Jay Ambrose: Charter schools are an answer to educational needs | Editorial
Jay Ambrose Tribune News Service
Group together the current range of America’s devastating problems, pick the most important, and one of them is bound to be public education that does not educate, at least not adequately. There is an answer to what the standardized tests tell us, a simple answer, one that the majority of black Americans agree with, but teachers’ unions do not.
It’s more relying on wonderfully innovative charter schools, which also happen to be public schools. Charter schools are paid by taxes and are free to students. A main objective is to experiment with different teaching techniques, to find improved teaching methods. A student does not need to have a brilliant record to be accepted as admission is by individual choice or, if applications outnumber openings, by lottery.
For a negative outlook on all of this, turn to the teacher unions and the deferential White Democrats. For the facts and the logic, turn to the incredible Thomas Sowell.
A Harlem child and Harvard student before going to graduate school and becoming an economist, columnist, and think tank member, Sowell has a clear, logical, and realistic view of the world. The bottom line is that he does not play intellectual games like the unions do by comparing the test scores of these charter schools teaching students from disadvantaged families with those in public schools teaching the offspring of the rich and the very educated.
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Instead, he goes to a place like New York City where it is possible to compare charter and public school students with the same socio-economic backgrounds, living in the same neighborhood and possibly even learning in the same buildings. Charter schools are winning big.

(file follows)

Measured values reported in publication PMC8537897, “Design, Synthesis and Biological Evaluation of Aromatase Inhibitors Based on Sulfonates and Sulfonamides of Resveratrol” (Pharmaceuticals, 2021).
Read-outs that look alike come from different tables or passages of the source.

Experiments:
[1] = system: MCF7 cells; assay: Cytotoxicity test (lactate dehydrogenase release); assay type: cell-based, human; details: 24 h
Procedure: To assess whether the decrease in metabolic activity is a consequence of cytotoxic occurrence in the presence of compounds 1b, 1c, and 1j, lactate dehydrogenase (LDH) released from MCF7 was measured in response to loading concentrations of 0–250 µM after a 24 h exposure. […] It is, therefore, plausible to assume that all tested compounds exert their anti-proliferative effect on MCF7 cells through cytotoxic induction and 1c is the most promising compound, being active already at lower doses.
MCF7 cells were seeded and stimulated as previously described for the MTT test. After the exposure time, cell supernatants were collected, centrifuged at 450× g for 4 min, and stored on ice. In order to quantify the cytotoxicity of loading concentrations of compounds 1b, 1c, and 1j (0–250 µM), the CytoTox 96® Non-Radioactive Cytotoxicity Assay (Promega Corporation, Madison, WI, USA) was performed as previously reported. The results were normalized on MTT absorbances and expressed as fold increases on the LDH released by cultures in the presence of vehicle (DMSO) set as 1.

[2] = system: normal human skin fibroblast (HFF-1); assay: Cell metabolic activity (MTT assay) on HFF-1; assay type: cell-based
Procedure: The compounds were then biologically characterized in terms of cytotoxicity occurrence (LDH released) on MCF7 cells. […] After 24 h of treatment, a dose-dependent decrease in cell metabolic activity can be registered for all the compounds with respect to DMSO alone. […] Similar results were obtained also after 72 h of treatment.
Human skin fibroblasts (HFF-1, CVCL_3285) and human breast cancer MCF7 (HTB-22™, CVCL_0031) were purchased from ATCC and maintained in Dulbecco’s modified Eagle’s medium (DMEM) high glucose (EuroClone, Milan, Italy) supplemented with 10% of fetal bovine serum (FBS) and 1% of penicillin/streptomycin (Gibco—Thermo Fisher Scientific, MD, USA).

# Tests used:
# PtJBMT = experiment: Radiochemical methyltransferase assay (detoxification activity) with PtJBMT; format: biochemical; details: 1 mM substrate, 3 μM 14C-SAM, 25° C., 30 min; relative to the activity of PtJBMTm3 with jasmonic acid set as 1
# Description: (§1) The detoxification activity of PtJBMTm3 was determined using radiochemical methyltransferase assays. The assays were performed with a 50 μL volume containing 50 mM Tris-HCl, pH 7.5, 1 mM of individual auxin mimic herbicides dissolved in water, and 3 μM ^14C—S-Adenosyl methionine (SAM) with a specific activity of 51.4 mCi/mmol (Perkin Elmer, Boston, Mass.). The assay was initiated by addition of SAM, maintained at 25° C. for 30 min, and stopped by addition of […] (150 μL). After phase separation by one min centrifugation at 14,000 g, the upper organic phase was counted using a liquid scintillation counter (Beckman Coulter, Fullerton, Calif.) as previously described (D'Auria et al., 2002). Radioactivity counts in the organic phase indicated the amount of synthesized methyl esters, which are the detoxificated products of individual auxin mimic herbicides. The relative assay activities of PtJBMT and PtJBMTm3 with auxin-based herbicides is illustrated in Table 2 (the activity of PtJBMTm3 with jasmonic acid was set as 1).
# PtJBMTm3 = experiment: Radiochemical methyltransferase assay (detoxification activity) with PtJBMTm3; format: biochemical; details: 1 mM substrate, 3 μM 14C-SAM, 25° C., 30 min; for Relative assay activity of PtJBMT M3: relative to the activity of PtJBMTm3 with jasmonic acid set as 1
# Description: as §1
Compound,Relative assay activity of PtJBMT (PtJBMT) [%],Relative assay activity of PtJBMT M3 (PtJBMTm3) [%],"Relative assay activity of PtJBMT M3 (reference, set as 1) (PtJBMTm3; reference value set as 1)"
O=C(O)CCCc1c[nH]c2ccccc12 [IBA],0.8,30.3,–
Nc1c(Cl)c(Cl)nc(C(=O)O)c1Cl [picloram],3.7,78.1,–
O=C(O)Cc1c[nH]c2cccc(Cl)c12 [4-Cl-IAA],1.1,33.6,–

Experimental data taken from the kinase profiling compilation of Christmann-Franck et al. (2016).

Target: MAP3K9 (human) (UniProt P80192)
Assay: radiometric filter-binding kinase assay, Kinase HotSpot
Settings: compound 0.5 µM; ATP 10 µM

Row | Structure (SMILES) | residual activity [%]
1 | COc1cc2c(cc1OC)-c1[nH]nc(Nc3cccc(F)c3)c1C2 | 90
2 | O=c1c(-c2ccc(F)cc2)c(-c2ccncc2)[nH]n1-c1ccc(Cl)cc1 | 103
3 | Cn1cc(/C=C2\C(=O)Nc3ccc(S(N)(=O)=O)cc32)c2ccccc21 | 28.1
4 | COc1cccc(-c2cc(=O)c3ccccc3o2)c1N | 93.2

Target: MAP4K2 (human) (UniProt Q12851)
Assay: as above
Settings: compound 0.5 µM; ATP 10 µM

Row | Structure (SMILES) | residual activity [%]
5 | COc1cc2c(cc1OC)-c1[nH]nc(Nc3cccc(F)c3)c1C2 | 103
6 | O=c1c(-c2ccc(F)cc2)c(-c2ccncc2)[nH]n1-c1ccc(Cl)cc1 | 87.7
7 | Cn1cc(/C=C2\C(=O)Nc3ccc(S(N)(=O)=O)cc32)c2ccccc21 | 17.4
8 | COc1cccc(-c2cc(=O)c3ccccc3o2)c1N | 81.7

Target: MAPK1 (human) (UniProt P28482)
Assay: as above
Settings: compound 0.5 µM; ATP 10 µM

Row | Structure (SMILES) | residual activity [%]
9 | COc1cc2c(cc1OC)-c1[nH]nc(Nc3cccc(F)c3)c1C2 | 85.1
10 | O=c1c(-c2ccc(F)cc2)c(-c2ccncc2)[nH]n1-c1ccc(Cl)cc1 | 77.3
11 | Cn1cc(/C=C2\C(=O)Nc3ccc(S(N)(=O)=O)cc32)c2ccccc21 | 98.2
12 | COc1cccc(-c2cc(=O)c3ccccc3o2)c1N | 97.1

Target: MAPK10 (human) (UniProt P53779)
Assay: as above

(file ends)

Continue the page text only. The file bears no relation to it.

Charter schools, please understand, don’t come out of nowhere. Sponsored by private groups, they are vetted by school authorities before being allowed to settle in, and can be terminated if they fail. When a student moves from a public school to a charter school, the money goes with it, but so do the costs. Overall, charter schools do not have unions, and for those who adore these politically capable organizations, it might be worth considering the enormous cost of their unscientific resistance to in-person teaching during the crisis. of COVID-19. Millions of young minds have been hit hard.
In his book “Charter Schools and Their Enemies,” Sowell discusses all kinds of cultural issues that can cause some students to perform worse than others, and then states that this is no excuse for that the public schools say there is nothing they can do about it. . Education is a great provider. If not always, it can be overcome over and over again, providing life opportunities that are hard to come by any other way.
Sowell is not saying that all charter schools are great or that all public schools fail, but that we have a charter school network model in New York that should be seen as a crucial way to solve one of the most urgent problems of our country. His book competes more successfully with the puzzling changes in education being promoted by progressives right now even though President Barack Obama also believed in charter schools. As Sowell notes, it’s far more important for students to become good at English and math than it is to practice grief or absorb leftist propaganda. What’s particularly frightening are states that want to put numerical limits on charter schools or relax disciplinary rules that lead to better learning environments.
Develop charter schools, spread their best techniques and see what happens.
Jay Ambrose is a columnist for Tribune News Service. Send an email to [email protected]